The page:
- Study Circles convene. During this process, discussion begins with a general presentation to those in attendance setting the stage by providing basic factual information Attendees aredivided into small diversified groups, given information packets, and groups are dispersed to reflect on discussion questions. Each group is led by a trained, impartial facilitator and supported by a recorder that documents confidential input from participants. The Coordinator synthesizes the recommendations that come to the top into a public document for dispersal. This document is presented personally to the asking entity by the Coordinator or Kuna ACT Team. A full copy is maintained at the public library and emailed to all citizens requesting a copy. A report is also filed with the media.
Influence, Outcomes, and Effects
The preeminent solution provided by these efforts is a trusted avenue of community involvement through a grassroots deliberative democratic process.
Kuna ACT has organized multiple Study Circles in the Kuna Community since its beginning in 1999. The unique circle format has provided the community with valuable input for decision-making, and many solutions.
Solutions have been successful by holding Study Circles addressing the following issues :
- “Keeping a Quality Kuna” which focused on managing the growth of the community and sustaining infrastructure towards positive planning and development, education, public safety, quality of life, physical appearance of the community services, recreation and government;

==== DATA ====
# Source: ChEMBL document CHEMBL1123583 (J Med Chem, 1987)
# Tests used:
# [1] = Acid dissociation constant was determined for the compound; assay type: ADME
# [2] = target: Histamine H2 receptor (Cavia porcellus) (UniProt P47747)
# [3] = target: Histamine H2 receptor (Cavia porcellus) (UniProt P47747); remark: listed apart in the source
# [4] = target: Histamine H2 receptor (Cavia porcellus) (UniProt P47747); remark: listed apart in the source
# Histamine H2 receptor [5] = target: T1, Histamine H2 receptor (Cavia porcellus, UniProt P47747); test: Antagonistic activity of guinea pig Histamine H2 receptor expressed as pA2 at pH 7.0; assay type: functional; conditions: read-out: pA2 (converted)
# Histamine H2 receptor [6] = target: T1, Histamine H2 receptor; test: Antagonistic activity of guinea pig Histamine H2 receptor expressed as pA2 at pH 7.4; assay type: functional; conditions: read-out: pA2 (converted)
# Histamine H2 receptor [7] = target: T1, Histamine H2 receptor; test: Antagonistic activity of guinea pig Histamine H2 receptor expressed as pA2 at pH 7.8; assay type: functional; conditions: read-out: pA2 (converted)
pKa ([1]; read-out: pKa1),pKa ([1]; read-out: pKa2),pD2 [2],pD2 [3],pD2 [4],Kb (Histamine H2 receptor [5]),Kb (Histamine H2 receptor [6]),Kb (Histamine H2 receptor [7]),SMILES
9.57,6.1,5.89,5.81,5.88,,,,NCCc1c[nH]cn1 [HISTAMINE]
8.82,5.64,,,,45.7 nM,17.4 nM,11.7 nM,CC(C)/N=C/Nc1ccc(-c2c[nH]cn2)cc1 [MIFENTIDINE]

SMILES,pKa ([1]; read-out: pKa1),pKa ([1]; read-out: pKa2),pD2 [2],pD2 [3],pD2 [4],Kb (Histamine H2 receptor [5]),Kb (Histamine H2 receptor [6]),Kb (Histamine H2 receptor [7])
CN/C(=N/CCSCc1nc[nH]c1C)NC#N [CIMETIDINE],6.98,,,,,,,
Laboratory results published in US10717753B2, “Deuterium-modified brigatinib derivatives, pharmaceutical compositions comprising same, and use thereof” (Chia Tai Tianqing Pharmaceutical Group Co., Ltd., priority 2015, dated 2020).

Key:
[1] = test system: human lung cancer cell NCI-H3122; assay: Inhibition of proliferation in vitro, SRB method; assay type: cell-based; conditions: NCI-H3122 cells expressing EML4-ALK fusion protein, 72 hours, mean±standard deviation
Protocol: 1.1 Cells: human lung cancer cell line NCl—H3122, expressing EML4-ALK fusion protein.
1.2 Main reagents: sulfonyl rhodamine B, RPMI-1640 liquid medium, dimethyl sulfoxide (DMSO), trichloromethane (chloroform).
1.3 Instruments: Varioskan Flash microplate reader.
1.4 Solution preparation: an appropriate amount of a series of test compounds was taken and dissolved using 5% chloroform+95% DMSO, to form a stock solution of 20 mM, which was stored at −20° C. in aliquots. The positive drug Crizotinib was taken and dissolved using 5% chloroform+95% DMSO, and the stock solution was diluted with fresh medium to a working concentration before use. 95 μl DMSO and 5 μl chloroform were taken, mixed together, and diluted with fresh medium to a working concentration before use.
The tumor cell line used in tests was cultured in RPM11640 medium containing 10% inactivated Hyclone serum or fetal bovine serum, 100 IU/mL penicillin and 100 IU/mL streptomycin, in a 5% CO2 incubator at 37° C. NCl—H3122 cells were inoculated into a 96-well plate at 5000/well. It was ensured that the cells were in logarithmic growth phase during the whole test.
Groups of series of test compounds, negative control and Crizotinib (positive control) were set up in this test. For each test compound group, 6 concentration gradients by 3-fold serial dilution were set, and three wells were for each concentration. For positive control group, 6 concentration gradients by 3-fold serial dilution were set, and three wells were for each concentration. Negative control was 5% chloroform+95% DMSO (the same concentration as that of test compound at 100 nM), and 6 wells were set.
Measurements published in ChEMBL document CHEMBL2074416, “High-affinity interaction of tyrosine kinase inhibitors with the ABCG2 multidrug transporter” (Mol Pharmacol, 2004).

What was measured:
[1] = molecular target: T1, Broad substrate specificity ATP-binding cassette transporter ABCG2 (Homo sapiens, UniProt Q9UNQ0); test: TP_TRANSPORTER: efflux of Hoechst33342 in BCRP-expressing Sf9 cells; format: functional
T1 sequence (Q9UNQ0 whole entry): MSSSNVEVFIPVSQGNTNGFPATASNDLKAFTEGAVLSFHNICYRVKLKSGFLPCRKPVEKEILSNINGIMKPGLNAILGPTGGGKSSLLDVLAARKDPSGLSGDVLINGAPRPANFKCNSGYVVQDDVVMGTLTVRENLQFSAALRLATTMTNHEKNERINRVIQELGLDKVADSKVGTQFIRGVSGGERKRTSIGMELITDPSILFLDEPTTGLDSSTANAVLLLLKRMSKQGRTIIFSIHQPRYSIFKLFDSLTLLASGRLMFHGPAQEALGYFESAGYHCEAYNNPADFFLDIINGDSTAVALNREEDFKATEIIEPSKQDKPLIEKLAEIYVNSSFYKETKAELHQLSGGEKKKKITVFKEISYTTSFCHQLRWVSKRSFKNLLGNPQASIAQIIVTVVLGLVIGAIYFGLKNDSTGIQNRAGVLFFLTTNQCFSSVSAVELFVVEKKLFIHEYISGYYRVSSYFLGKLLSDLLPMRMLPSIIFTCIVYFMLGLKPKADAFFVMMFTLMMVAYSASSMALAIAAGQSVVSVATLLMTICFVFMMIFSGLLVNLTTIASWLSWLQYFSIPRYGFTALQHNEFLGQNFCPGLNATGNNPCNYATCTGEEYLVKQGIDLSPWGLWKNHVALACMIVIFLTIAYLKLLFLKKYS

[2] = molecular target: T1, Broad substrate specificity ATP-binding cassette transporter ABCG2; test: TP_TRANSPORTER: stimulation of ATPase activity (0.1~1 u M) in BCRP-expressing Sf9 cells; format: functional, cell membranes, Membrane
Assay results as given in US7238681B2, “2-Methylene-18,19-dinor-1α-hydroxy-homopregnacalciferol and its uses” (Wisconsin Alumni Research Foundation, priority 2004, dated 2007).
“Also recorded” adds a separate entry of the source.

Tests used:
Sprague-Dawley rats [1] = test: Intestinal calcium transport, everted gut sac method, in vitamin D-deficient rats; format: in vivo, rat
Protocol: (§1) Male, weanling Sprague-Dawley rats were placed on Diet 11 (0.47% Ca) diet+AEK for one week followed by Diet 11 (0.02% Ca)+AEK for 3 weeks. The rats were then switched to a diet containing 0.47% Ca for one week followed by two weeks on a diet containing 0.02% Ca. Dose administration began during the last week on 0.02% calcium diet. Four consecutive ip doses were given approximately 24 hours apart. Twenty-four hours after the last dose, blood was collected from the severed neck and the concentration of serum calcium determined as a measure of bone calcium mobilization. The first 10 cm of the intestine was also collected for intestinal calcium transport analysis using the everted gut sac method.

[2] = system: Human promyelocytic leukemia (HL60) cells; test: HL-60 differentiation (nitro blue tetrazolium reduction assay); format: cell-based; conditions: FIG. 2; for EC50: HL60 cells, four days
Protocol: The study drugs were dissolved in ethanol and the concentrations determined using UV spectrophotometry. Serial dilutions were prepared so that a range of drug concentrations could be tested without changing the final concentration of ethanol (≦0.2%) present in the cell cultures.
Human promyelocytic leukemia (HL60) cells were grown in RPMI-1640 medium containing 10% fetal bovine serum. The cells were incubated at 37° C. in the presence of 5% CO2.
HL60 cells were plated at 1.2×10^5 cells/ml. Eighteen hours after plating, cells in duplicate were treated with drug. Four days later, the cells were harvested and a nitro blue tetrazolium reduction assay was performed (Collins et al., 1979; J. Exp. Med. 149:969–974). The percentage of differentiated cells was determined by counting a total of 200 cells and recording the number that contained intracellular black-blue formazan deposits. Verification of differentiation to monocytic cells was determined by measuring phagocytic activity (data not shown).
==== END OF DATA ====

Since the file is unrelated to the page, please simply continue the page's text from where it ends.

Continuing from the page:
- “Disaster Planning” where resources from all available entities came together in one room to provide a plan and an emergency disaster plan was instituted;
- “Planning for the Kuna We Want” involving collected input presented to the Planning and Zoning commission. Citizen input provided information for decisions on diversity of housing, development of commercial and industrial areas, protection of the ecosystem of Indian Creek which runs through town, working towards providing a recreation district, the priority of curbs and sidewalks, development of parks, and a new sewer system infrastructure.
- “Bond for Kuna Schools” and as a result, a $15.2 million bond passed which had originally been defeated;
- “Teen Talk” written and carried out by student leaders in Kuna High School;
- “Developing a theme for the City of Kuna”, resulting in a beautification plan and mission statement being formulated
- “Juvenile Justice Program” which established the Kuna Juvenile Justice Council which is still actively serving first time offenders in the community;
- “School Tax Bond Leveling” in which the School Board received input from the community before deciding to implement bond leveling;
- “Kuna Services and Curriculum Planning” where input supported a School Resource Officer, another bond with priorities in using the monies for 3 new elementary schools and upkeep on existing buildings and citizens becoming involved in the District Curriculum Development Committee.
- “Developing School Zones and Configuration” where the School Board passed approval to adopt boundaries and implement a new school configuration - this was a very heated conversation with administration, teachers and parents in polarized conflict. Once aseries of study circles were held, a more peaceable implementation occurred than was ever anticipated.